After cyclists' deaths, TfL moves headphones ban a step closer

London-based institution to study their impact on safety

Banning cyclists from wearing headphones moved a step closer on Wednesday with news Transport for London has approached a London-based institution to carry out research on the impact on cyclists' safety of wearing headphones.

If their findings match that of a 2011 peer-reviewed study by Dutch scientists, which found several negative effects, a ban could be introduced in the capital where six cyclists have died over the last two weeks.

Mayor of London Boris Johnson was heavily criticised for appearing to blame cyclist behaviour for the recent spate of deaths after he said on Tuesday: "I'm very alarmed about cyclists wearing headphones. I would not be against a prohibition or ban on cyclists wearing headphones. Call me illiberal but it makes me absolutely terrified to see them bowling along unable to hear the traffic."

He made the comments towards the end of a wide-ranging interview discussing cycling safety. It is unclear whether any of the six were listening to music when they were killed and what, if any, impact that would have had.

Responding to Mr Johnson's comments regarding a potential headphone ban, one source said: "I know for a fact that a research institution has been approached by TFL to ascertain if wearing headphones has an impact on cyclists' reaction times. They need this research because they don't know if it does, there is just some indicative evidence."

Cyclists listening to music are at greater risk of injury, according to the study carried out by scientists at the University of Groningen. They found that "listening to music resulted in reduced visual and auditory perception and reduced speed". The authors suggested this may reduce cyclist stability.

Their report, published in the journal Transportation Research, concluded: "Negative effects are very large when in-earbuds are used. Negative effects of high volume and fast tempo on auditory perception were found. No negative effects were found when listening to music using only one earbud."

A handful of states in the USA have banned cyclists from wearing headphones while on the road. Florida state law, concerning an area where cycling fatalities are among the highest in the country, says regarding 'headsets': "A bicyclist may not wear a headset, headphone, or other listening device other than a hearing aid when riding. Wearing a headset blocks out important audio clues needed to detect the presence of other traffic."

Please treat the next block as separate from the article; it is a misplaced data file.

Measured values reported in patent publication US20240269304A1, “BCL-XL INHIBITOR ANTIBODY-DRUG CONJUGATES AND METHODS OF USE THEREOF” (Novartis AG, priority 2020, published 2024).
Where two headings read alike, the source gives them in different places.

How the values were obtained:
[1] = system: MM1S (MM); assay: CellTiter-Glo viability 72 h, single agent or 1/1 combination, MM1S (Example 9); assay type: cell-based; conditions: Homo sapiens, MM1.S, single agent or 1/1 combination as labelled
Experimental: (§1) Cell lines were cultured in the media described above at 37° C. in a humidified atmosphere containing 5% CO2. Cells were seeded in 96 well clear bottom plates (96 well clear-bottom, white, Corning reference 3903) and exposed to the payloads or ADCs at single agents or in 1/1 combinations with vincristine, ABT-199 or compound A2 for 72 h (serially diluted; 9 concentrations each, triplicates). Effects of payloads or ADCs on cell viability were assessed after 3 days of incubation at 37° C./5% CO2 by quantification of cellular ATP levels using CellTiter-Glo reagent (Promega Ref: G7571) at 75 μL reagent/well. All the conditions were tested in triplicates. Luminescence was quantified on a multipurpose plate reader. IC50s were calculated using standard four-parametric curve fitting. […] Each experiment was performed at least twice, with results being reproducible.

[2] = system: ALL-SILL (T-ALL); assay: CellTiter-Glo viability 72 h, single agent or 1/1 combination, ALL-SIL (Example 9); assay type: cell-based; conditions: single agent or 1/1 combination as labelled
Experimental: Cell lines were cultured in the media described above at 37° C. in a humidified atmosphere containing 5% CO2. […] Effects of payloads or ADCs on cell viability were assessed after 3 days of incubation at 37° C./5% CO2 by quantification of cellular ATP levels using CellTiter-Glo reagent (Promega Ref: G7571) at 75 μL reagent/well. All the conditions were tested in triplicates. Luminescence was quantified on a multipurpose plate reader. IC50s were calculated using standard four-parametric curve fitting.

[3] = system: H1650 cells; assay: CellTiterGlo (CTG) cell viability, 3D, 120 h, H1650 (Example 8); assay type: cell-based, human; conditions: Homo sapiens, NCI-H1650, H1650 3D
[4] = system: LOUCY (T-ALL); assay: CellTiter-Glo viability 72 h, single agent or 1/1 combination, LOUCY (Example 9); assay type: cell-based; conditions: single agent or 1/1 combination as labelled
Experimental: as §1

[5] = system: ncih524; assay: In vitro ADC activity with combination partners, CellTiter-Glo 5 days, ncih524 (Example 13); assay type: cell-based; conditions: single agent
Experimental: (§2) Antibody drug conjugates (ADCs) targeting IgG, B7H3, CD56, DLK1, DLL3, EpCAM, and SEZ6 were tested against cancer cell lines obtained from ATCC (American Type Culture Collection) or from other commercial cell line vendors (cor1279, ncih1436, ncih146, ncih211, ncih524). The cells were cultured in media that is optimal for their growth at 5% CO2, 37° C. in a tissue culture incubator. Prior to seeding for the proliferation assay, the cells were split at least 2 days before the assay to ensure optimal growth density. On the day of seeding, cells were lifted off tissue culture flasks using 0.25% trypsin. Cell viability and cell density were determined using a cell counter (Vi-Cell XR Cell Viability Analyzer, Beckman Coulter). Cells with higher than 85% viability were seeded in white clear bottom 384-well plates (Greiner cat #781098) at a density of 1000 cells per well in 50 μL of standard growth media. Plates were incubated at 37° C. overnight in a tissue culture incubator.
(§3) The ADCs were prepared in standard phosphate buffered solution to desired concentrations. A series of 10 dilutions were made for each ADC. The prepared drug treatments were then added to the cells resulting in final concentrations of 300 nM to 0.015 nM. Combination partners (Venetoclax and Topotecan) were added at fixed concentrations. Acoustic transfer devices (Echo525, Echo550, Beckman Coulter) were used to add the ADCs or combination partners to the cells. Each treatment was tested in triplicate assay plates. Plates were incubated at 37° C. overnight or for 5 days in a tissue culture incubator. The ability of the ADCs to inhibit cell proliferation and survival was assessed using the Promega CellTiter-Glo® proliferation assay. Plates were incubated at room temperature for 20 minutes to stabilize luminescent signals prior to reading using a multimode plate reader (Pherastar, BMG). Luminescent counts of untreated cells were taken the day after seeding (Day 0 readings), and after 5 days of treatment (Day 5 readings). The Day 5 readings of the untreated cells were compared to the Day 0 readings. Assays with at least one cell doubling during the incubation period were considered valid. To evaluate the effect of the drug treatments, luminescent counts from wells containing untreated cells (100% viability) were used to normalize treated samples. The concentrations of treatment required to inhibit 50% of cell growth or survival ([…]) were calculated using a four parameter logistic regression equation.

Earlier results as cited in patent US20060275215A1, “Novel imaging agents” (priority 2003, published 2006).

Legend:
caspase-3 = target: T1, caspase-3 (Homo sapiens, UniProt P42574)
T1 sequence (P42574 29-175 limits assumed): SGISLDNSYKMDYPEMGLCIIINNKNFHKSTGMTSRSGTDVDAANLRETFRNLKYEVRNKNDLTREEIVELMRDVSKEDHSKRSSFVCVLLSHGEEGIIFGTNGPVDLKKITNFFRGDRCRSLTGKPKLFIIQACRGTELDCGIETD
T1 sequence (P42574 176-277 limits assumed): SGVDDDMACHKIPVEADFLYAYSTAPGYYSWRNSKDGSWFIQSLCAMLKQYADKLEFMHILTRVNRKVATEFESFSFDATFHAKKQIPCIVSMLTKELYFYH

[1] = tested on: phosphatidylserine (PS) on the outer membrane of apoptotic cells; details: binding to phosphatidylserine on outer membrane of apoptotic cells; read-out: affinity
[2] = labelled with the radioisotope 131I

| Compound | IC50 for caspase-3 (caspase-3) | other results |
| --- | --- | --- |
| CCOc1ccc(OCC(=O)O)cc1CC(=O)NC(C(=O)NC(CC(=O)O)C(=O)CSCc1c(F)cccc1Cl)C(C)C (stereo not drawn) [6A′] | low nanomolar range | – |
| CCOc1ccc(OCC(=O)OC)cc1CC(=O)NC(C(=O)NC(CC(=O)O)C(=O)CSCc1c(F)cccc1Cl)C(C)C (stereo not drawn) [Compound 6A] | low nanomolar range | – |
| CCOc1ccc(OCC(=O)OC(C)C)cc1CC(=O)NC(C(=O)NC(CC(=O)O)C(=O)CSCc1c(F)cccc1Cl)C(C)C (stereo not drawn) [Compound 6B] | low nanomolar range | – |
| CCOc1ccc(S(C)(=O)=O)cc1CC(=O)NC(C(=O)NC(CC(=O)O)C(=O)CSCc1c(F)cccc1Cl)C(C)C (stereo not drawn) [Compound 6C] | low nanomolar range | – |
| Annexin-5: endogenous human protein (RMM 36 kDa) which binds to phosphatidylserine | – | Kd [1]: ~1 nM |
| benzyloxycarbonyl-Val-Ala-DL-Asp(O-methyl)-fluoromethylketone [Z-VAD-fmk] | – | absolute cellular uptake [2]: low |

Cyclist and attorney Christopher Burns said on his Florida Cycling Law blog: "There is a common stereotype that a cyclist listening to music, wearing headphones, is a dangerous rider, who is not able to pay attention to his surroundings. Many types of headphones allow outsides sounds to reach their ears - not just music or sound coming from the mobile device. In fact, the issue of safety with headphones and cycling is simply not that clear."

The ban does not appear to have had an effect on cycling fatalities though which increased in Florida by nearly 58 per cent from 76 deaths in 2010 to 120 deaths from cycling accidents in 2011.

Rhode Island also has a ban in place while California, Maryland and Delaware regulate the use of headphones or "earbuds" stating that cyclists must leave one ear uncovered while riding.

Quebec's highway safety code also prohibits wearing headphones while cycling. It's the only Canadian jurisdiction to do so and after it was introduced police officers stopped cyclists they spotted listening to music to give them "courtesy warnings" stating in future they would be fined C$52 (£30)

In a 12-month period between 2011 and 2012 there were four bike-related deaths "in the Montreal area", with a population of more than 1.6m people, but police said none of them was related to cyclists wearing headphones while riding.

Fourteen cyclists have been killed in London in 2013 as arguments continue to rage that further legislation regarding headphones, or compulsory helmets, will discourage people from cycling, which remains very safe. About 22 cyclists die per billion km (620,000,000 miles) cycled, or one per 28,000,000 miles, according to a 2011 Department for Transport report.

A spokesman for TfL declined to answer whether it had made the approach and recommended cyclists read its safety tips "for drivers and cyclists" on their website.



Wearing a helmet is not compulsory though the Government says: "You should wear a cycle helmet which conforms to current regulations, is the correct size and securely fastened."


Cyclists must have white front and red rear lights lit at night. It must also be fitted with a red rear reflector (and amber pedal reflectors, if manufactured after 1/10/85). White front reflectors and spoke reflectors will also help you to be seen. Flashing lights are permitted but it is recommended that cyclists who are riding in areas without street lighting use a steady front lamp.


The Government recommends wearing "appropriate clothing". It states: "You should wear light-coloured or fluorescent clothing which helps other road users to see you in daylight and poor light and reflective clothing and/or accessories (belt, arm or ankle bands) in the dark."

Crossing the road

Rules for cyclists state: "Do not ride across a pelican, puffin or zebra crossing. Dismount and wheel your cycle across."

Source: The Highway Code - rules for cyclists

* We should listen to what Boris has to say about cycling with headphones  

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